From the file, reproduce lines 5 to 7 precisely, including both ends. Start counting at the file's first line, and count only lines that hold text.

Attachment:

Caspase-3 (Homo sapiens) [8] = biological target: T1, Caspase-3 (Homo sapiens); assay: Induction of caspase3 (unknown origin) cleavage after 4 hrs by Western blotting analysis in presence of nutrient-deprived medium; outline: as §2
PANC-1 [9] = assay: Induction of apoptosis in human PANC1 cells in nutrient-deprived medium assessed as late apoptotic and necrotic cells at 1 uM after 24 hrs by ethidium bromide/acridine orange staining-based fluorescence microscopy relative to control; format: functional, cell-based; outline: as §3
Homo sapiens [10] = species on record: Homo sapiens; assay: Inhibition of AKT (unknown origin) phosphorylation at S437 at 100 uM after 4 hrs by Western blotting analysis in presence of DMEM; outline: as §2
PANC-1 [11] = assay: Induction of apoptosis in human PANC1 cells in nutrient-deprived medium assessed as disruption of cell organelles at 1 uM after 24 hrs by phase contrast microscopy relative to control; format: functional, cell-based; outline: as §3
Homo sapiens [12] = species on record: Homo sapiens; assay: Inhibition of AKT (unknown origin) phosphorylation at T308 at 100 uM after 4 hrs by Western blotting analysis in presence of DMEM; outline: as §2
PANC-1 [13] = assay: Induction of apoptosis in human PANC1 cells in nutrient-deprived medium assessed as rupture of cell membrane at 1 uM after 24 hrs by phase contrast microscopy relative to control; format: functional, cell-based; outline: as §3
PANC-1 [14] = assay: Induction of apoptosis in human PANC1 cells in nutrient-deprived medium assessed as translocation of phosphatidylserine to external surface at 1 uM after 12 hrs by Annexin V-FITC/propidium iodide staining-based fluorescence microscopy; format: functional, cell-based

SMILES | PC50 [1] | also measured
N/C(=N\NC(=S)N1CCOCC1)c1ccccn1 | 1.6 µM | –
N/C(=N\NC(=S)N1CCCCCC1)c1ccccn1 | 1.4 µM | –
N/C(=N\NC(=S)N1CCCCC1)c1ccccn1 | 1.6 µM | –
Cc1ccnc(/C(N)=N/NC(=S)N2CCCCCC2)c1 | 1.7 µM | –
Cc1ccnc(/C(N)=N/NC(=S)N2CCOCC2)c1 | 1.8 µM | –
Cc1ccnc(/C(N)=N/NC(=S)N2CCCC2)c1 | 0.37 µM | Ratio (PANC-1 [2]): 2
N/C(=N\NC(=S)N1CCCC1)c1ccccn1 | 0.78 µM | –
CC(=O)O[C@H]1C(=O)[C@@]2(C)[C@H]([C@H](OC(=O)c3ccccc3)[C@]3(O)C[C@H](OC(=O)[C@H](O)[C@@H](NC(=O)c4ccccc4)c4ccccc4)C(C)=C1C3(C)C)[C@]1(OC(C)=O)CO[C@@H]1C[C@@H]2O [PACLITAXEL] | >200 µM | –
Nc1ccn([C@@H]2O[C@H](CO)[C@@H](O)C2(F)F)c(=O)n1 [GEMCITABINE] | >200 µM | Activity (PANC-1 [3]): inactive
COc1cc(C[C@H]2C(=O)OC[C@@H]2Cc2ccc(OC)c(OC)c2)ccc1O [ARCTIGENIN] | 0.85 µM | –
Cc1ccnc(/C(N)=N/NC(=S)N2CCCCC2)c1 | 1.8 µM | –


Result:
Homo sapiens [12] = species on record: Homo sapiens; assay: Inhibition of AKT (unknown origin) phosphorylation at T308 at 100 uM after 4 hrs by Western blotting analysis in presence of DMEM; outline: as §2
PANC-1 [13] = assay: Induction of apoptosis in human PANC1 cells in nutrient-deprived medium assessed as rupture of cell membrane at 1 uM after 24 hrs by phase contrast microscopy relative to control; format: functional, cell-based; outline: as §3
PANC-1 [14] = assay: Induction of apoptosis in human PANC1 cells in nutrient-deprived medium assessed as translocation of phosphatidylserine to external surface at 1 uM after 12 hrs by Annexin V-FITC/propidium iodide staining-based fluorescence microscopy; format: functional, cell-based